Thursday, March 14, 2013

Review: Prague by Arthur Phillips

Title: Prague
Author: Arthur Phillips
Genre: Literary
Publisher: Random House
Published: 2003
Pages: 400

Rating: 5 out of 10

This complex novel gives insight into the lives of five young Americans living in Budapest in the 1990's. I decided to read it due to a recent interest I have found with Americans living in Paris during that Golden Age of the 1920's. I had also heard Phillips compared to Kundera, one of my top three favorite authors.

Prague is intricate, with a great many things going on, contrasting and interesting characters, and a wide span and understanding of human nature in general. I appreciated its complexity, and I can certainly see how people could compare this work to Kundera's novels.

In a typically Kundera-esque chapter, the author veers off randomly from the story as a character walks by an old house. Here, the author leaves the character to continue walking by without us, and switches to the story of the house - detailing its inhabitants and their lives from the 1800's. Eventually, it vaguely tied back into the story, but it was a stretch. Kundera can do these things effortlessly, beautifully, but here, it felt forced and detached.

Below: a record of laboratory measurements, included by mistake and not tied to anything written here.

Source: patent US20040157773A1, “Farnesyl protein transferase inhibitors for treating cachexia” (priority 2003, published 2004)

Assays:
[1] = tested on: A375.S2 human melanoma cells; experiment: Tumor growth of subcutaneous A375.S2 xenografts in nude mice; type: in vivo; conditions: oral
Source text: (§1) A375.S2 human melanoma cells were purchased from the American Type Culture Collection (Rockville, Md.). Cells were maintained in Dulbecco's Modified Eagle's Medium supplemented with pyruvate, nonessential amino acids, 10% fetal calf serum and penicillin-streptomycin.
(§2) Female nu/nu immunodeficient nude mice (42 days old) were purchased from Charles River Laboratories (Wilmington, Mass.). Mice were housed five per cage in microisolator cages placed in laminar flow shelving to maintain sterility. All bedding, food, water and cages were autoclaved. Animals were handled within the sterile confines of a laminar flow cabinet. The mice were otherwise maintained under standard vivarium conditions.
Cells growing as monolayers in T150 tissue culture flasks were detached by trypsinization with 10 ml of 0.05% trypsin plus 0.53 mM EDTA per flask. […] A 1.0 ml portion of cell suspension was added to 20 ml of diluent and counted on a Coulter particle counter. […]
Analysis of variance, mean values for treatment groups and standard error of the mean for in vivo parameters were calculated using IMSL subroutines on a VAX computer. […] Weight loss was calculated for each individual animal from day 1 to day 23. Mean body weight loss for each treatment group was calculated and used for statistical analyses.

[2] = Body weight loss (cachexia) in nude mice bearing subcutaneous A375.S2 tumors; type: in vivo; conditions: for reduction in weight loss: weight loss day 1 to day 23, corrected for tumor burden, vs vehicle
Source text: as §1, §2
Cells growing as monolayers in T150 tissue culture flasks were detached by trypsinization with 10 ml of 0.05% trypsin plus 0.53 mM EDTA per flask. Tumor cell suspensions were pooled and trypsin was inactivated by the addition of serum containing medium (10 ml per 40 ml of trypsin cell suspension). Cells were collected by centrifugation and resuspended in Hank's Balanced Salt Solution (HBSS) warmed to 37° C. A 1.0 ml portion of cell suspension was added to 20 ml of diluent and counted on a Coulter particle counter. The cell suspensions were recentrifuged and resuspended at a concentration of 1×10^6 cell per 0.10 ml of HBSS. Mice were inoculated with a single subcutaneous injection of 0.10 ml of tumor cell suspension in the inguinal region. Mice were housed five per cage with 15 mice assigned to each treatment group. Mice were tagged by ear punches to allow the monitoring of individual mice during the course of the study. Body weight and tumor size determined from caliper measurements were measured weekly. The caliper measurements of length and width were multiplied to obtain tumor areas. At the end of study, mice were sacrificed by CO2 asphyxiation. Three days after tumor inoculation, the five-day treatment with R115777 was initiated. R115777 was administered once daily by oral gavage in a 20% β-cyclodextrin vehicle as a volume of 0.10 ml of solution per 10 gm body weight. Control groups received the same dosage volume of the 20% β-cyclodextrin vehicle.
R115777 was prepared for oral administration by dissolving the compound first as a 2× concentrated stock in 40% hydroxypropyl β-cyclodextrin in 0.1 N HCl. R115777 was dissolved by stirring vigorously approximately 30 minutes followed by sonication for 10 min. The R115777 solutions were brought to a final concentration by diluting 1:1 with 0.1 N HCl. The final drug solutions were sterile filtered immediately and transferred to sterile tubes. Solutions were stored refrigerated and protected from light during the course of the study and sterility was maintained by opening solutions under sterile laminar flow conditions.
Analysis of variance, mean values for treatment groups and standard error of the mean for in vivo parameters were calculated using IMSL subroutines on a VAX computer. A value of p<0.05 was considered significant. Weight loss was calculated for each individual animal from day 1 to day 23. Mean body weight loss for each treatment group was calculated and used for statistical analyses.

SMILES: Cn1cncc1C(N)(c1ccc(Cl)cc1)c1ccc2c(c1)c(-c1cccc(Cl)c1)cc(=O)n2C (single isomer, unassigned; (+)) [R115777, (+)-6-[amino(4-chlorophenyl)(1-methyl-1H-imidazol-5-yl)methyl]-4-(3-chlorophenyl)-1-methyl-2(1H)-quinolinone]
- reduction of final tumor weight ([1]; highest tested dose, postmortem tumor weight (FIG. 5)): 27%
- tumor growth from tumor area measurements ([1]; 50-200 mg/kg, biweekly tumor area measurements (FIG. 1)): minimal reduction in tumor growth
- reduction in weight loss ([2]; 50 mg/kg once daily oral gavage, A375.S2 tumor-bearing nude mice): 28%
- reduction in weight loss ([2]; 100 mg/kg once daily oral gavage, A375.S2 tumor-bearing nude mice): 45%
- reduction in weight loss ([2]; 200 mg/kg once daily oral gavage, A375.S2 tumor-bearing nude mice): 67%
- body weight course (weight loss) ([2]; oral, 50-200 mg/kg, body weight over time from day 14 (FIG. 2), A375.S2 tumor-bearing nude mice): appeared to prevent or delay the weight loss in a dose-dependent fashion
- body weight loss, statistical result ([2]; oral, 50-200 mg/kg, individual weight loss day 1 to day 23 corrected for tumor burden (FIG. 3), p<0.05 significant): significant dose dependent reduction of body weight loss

The writing was deep and philosophical, but not powerful enough to ever inspire any strong emotions toward any characters or events in this book.

Also, the setting of Budapest never really came across to the reader. The city was not absolutely essential to the story, as I felt it should have been.

I would be open to reading more of Arthur Phillips' work, as I can see that he is a talented, intellectual writer, but this one just never pulled me in.